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Take a Breath Folks. Forex Leverage Won’t Be Cut to 10:1

The other day I posted Increasing Regulation of Retail Forex Trading discussing the continued efforts of the CFTC and NFA in terms of regulating retail foreign exchange trading in the US. I came across a discussion on Trade2Win today which made me want come back to the subject, though.

The thread starter asked the question “10:1 could this be the new leverage in the US ?”. This came from a single line in the CFTC’s communique: CFTC Seeks Public Comment on Proposed Regulations Regarding Retail FOREX Transactions, dated January 13, 2009. The line in question comes in the second to last paragraph and says “Leverage in retail forex customer accounts would be subject to a 10-to-1 limitation.” Folks are jumping all over that as meaning the CFTC is going to cut trading leverage to a maximum of 10:1. I disagree.

Firstly, the one line is in a write-up which otherwise focused entirely on requirements of brokers in terms of capitalization, compliance, transparency, and communication. As such, I think it relates to the leverage brokers will be permitted vis-a-vis the balance of customer accounts, not what the customers can actually trade.

Secondly, the NFA only a short while back set a new 100:1 cap on the leverage brokers can offer retail traders (see New NFA Retail Forex Leverage Restrictions). Why in the world would they be coming through with another change at this point? They haven’t had much time to gauge the impact of that adjustment.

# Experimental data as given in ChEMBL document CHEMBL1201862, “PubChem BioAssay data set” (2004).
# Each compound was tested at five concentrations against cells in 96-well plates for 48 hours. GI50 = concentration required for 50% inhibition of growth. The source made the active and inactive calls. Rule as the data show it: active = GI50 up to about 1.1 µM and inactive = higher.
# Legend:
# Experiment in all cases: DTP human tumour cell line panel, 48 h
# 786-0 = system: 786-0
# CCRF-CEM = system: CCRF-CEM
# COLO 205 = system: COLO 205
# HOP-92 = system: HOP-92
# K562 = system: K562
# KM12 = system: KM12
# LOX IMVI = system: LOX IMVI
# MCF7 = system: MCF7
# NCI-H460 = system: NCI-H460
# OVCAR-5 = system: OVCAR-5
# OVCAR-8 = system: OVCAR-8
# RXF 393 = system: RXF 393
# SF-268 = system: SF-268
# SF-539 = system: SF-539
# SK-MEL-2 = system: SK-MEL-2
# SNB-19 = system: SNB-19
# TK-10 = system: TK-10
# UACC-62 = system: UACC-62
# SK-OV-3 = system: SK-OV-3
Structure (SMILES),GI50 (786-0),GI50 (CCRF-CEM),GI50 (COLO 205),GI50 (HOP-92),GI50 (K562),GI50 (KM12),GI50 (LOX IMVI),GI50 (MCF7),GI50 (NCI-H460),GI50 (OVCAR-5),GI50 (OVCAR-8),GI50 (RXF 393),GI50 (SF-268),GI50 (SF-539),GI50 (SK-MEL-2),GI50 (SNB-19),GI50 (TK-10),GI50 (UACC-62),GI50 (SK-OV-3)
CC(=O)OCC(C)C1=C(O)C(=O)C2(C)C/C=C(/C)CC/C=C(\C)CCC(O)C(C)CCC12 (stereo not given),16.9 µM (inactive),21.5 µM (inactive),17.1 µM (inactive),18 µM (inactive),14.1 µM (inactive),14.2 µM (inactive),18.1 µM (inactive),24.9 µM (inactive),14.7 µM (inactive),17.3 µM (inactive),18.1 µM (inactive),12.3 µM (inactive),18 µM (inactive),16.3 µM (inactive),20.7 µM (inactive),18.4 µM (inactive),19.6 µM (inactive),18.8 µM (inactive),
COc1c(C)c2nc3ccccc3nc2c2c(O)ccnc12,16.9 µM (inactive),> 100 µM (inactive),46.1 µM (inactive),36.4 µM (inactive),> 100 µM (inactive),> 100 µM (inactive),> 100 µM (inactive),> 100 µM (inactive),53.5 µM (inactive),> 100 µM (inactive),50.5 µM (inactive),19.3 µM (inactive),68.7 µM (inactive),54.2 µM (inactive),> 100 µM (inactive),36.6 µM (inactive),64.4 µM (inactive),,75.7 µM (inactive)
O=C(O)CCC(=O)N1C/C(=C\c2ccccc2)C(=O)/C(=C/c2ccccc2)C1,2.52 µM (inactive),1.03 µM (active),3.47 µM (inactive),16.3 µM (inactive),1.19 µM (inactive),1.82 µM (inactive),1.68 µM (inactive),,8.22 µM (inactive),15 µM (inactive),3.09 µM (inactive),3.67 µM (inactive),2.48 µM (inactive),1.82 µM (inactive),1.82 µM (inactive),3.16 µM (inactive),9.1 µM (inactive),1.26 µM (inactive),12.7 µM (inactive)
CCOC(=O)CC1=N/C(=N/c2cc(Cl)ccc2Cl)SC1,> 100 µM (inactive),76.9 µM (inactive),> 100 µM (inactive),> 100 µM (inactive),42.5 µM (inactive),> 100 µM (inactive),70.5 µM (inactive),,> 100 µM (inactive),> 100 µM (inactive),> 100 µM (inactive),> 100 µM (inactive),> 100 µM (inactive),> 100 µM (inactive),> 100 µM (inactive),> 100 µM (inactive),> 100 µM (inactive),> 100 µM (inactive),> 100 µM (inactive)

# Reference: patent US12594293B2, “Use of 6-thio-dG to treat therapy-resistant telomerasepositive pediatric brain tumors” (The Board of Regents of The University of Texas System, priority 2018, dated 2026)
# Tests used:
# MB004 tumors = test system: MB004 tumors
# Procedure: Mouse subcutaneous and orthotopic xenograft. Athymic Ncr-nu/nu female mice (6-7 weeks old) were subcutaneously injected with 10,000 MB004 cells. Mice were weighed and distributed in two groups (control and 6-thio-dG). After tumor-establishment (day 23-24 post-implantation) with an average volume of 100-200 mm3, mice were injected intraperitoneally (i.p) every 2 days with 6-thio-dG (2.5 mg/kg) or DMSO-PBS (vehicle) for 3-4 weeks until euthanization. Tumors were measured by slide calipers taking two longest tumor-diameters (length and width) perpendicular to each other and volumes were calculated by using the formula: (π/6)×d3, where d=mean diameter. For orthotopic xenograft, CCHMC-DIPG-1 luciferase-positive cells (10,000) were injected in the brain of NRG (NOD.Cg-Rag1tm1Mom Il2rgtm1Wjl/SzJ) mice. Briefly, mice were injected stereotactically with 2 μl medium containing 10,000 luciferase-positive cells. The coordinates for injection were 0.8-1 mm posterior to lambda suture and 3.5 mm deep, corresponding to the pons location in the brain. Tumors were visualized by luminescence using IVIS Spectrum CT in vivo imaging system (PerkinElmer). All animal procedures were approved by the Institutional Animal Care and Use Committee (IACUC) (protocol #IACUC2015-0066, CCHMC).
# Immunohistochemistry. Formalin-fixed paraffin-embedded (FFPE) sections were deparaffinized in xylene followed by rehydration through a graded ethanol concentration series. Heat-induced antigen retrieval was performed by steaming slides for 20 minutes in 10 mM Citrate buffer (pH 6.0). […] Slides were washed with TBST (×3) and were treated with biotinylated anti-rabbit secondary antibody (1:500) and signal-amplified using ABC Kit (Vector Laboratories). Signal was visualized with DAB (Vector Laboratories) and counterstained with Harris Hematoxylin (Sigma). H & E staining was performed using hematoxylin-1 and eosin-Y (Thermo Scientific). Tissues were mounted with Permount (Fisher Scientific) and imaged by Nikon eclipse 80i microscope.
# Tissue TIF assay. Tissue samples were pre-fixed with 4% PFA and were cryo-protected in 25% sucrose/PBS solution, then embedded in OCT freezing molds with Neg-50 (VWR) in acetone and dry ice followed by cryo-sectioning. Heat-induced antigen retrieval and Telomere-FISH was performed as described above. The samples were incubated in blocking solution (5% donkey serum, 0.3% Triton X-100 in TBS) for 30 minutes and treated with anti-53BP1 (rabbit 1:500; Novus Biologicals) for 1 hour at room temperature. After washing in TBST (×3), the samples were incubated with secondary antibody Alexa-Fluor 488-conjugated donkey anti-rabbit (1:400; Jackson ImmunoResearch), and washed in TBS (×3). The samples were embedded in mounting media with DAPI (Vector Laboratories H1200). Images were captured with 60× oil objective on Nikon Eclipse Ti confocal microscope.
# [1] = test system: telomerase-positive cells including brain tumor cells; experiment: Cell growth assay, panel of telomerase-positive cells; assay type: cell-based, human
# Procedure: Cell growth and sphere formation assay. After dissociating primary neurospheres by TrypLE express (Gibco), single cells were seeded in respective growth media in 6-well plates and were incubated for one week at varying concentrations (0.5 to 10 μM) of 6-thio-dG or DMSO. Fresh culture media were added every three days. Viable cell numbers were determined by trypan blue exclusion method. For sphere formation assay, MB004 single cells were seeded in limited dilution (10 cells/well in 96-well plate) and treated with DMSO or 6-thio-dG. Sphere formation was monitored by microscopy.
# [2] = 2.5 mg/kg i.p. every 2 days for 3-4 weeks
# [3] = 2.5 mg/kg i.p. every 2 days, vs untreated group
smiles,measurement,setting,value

Thirdly, this is only a “public comment” thing. Even if the CFTC was contemplating cutting trader leverage to 10:1, there is absolutely no doubt in my mind that there would be way too much negative reaction to that kind of move for them to actually go through with it.

So, in my opinion, all those who are calling for the end of forex trading in the US are seriously over-reacting.

By the way, if you’re interested in see how the various US brokers compare in terms of size, here is the CFTC’s latest financial report including all Forex and Futures brokers. BabyPips member Clint has posted a listing of just the forex brokers, by rank, here.

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Trading News

Increasing Regulation of Retail Forex Trading

There is an article on the Financial Times website on the subject of increased regulation in the US of retail forex trading. For those who have been following along with developments over the last year (No More “Hedging” for Forex Traders, New NFA Rule Impacts More Than Just Forex Hedging, New NFA Retail Forex Leverage Restrictions) there won’t be much new information.

Here’s an interesting point of reference from the article, though.

The rules bring fresh oversight to a small but expanding portion of the $3,700bn-a-day global foreign exchange market, ….

Retail traders make up more than $125bn of that volume, up from $10bn in 2001, it estimates.

There are always a lot of questions about  the influence of pricing and trading within the retail forex trading complex as it relates to the forex market as a whole. These figures – showing that retail trade accounts for only about 3% of daily volume – make it very clear that retail is effectively a non-factor in the movement and determination of forex prices.

The final thrust of the article is that movement is happening to further tighten things up.

The latest proposed rules will strengthen the CFTC’s authority over companies selling currency trading to retail traders, forcing them to register with regulators and disclose more to potential customers, according to a government official familiar with the proposal.

The CFTC would also get clear jurisdiction over most spot currency trades.

“All salespeople and everybody that deals with retail forex have to be registered with the CFTC,” said Larry Dyekman of the NFA.

“That’s going to be a big change to the forex industry.”

Since folks in the rest of the securities markets (stocks, futures, etc.) have to be registered to deal with individual customers, this is basically just bringing retail forex in-line with everything else.